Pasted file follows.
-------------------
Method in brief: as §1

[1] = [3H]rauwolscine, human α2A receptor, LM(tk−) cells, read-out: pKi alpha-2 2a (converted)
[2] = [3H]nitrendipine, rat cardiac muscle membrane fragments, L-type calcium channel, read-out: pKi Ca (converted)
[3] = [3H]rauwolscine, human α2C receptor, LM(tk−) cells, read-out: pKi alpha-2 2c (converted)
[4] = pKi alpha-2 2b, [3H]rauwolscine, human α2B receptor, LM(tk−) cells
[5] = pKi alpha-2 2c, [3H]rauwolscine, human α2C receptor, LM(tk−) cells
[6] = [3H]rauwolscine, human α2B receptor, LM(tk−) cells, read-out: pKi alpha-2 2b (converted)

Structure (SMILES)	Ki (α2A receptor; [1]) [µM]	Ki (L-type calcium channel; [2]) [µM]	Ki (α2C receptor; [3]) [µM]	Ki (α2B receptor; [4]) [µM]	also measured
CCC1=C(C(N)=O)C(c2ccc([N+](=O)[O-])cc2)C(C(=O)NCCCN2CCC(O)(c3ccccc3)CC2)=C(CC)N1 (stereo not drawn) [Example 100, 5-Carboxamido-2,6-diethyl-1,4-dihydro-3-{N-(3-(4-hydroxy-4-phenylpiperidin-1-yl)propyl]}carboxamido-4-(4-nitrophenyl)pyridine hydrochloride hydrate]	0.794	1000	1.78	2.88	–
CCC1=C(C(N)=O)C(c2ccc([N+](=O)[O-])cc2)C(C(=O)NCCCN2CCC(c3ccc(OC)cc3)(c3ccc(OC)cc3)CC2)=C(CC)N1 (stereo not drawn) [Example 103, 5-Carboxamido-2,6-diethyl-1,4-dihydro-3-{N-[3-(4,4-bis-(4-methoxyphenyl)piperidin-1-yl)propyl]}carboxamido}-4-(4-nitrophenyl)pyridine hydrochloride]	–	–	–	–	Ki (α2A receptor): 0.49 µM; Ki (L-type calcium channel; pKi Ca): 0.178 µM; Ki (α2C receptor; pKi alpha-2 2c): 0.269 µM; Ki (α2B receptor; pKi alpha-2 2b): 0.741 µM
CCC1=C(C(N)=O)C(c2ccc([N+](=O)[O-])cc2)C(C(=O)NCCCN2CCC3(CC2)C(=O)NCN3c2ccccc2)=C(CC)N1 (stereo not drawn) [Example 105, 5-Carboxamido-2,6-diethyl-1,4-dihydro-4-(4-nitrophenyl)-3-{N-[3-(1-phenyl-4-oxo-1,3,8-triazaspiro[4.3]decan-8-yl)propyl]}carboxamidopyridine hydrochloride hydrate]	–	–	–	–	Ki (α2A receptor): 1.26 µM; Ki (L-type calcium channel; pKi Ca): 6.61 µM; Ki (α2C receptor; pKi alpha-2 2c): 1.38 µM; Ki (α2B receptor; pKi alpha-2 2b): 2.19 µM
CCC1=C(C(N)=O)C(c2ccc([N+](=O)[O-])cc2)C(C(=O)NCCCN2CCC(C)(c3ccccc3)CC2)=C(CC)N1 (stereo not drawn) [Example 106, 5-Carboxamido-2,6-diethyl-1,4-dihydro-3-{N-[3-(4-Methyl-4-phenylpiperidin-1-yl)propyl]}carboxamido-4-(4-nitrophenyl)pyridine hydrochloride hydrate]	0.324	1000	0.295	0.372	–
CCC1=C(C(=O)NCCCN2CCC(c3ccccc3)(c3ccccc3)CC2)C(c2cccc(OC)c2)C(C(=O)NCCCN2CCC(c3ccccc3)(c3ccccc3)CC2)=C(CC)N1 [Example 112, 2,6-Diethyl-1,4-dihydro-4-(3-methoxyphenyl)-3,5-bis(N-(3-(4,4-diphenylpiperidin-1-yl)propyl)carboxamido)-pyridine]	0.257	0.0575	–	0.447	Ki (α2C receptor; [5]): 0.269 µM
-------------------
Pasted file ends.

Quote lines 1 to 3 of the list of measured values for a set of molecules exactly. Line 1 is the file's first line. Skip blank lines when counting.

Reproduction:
Method in brief: as §1

[1] = [3H]rauwolscine, human α2A receptor, LM(tk−) cells, read-out: pKi alpha-2 2a (converted)
[2] = [3H]nitrendipine, rat cardiac muscle membrane fragments, L-type calcium channel, read-out: pKi Ca (converted)